I have carried within me a book on the novel for as long as I can remember. It
is gratifying to have finally written it. Even as my friends in school were rap-
idly abandoning the novel for television, I refused to give up the pleasure of
losing myself in its printed pages. This habit has stayed with me right through
the evolution of the multimedia and the digital age. The sense of marvel at
the alchemy of words turning into gold, the magic of transport to worlds
distant and different, and my capacity to enter into the lives of myriad fic-
tional characters, none of these pleasurable experiences has diminished over
a lifetime. In some senses, then, my first debt of gratitude is to the shelves of
books that adorned by parental home and to my late father, who urged me
to discover the pleasures of reading. A good book, he used to say, will never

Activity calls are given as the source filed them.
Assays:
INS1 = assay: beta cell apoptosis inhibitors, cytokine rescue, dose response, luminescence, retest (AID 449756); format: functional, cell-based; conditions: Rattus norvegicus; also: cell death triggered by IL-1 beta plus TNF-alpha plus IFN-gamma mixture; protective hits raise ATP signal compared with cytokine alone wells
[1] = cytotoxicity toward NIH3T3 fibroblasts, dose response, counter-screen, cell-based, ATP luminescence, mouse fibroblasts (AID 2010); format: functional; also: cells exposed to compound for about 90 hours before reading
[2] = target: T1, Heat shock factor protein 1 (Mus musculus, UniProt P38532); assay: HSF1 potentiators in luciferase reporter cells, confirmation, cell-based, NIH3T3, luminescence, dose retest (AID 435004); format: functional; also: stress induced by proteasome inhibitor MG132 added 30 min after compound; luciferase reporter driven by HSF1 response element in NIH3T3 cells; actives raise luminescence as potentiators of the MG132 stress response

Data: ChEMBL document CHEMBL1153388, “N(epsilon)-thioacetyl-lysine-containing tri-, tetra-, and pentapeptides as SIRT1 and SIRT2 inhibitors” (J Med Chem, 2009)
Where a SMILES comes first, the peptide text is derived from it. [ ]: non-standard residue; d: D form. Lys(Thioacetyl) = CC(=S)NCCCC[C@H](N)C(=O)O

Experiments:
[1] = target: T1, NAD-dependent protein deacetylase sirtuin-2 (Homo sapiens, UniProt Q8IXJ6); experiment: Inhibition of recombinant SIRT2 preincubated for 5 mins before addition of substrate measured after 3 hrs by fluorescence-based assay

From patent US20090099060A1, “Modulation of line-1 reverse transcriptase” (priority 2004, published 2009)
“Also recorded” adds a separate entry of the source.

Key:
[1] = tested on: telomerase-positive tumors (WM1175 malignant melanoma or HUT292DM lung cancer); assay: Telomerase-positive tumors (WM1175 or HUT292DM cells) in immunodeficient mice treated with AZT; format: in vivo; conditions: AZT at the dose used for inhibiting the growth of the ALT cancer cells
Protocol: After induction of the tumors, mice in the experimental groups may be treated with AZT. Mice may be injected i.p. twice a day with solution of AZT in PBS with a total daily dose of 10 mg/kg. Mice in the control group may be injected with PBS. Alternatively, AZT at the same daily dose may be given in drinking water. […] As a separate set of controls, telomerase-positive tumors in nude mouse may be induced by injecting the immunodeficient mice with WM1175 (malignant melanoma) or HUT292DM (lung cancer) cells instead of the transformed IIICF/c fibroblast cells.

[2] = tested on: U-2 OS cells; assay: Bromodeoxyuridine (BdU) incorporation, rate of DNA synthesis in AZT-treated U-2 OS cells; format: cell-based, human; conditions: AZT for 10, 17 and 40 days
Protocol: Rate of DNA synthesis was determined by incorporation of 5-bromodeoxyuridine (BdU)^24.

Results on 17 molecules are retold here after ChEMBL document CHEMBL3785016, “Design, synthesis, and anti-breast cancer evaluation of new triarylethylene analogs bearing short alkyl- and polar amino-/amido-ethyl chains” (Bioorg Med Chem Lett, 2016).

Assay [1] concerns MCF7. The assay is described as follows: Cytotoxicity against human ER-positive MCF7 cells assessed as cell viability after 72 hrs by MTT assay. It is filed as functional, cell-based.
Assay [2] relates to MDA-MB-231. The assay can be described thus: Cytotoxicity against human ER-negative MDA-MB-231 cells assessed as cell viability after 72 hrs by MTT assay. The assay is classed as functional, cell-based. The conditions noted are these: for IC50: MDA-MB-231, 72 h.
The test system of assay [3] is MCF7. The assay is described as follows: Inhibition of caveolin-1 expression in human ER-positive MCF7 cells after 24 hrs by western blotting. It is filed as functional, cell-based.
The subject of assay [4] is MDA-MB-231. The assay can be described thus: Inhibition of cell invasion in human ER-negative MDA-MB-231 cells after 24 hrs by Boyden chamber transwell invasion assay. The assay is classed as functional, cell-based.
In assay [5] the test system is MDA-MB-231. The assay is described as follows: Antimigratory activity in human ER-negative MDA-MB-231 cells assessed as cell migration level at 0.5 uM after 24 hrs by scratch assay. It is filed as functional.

let you down.
I owe a world of debt to many friends and interlocutors who have given
so generously of their time and thoughts to the making of this book. Srini-
vas Aravamudan, Ian Baucom, James Chandler, Joseph Slaughter, Tom Ford,
Ned Curthoys, Desmond Manderson, Fiona Jenkins, Ankhi Mukherjee, Sha-
meem Black, and Gillian Whitlock read early drafts of various chapters and
helped shape my arguments in important ways. I am very grateful to them.
Joseph Slaughter’s Human Rights Inc. and Ian Baucom’s Specters of the Atlantic
were foundational triggers for this book. At a later stage James Chandler’s An
Archaeology of Sympathy mattered significantly. I thank them all for their in-
spiration. Joseph and I were on a panel on the global novel at a conference at
Cambridge University in 2011 at the invitation of Mary Jacobus, the director
at that time of the Centre for Research in Arts, Social Sciences and Humani-
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